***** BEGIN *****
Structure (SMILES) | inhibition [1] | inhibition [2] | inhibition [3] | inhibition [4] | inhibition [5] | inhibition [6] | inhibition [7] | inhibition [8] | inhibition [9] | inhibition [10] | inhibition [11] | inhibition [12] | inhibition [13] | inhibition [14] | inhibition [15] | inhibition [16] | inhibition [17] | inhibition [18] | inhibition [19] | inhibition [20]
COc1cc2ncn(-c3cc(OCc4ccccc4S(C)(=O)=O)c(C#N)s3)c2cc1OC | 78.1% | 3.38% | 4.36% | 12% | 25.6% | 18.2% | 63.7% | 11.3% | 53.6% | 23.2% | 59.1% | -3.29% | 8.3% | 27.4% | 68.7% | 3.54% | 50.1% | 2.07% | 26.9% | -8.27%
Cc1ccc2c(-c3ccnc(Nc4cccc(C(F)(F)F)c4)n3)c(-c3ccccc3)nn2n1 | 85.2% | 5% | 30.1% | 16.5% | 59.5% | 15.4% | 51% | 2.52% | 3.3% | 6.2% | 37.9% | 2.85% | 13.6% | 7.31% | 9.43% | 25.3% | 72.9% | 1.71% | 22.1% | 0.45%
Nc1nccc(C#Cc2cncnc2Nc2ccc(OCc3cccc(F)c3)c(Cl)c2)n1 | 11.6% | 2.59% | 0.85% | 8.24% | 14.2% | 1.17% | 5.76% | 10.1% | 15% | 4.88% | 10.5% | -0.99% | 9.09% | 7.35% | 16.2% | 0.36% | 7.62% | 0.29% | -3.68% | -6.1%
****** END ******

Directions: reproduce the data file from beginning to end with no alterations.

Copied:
Structure (SMILES) | inhibition [1] | inhibition [2] | inhibition [3] | inhibition [4] | inhibition [5] | inhibition [6] | inhibition [7] | inhibition [8] | inhibition [9] | inhibition [10] | inhibition [11] | inhibition [12] | inhibition [13] | inhibition [14] | inhibition [15] | inhibition [16] | inhibition [17] | inhibition [18] | inhibition [19] | inhibition [20]
COc1cc2ncn(-c3cc(OCc4ccccc4S(C)(=O)=O)c(C#N)s3)c2cc1OC | 78.1% | 3.38% | 4.36% | 12% | 25.6% | 18.2% | 63.7% | 11.3% | 53.6% | 23.2% | 59.1% | -3.29% | 8.3% | 27.4% | 68.7% | 3.54% | 50.1% | 2.07% | 26.9% | -8.27%
Cc1ccc2c(-c3ccnc(Nc4cccc(C(F)(F)F)c4)n3)c(-c3ccccc3)nn2n1 | 85.2% | 5% | 30.1% | 16.5% | 59.5% | 15.4% | 51% | 2.52% | 3.3% | 6.2% | 37.9% | 2.85% | 13.6% | 7.31% | 9.43% | 25.3% | 72.9% | 1.71% | 22.1% | 0.45%
Nc1nccc(C#Cc2cncnc2Nc2ccc(OCc3cccc(F)c3)c(Cl)c2)n1 | 11.6% | 2.59% | 0.85% | 8.24% | 14.2% | 1.17% | 5.76% | 10.1% | 15% | 4.88% | 10.5% | -0.99% | 9.09% | 7.35% | 16.2% | 0.36% | 7.62% | 0.29% | -3.68% | -6.1%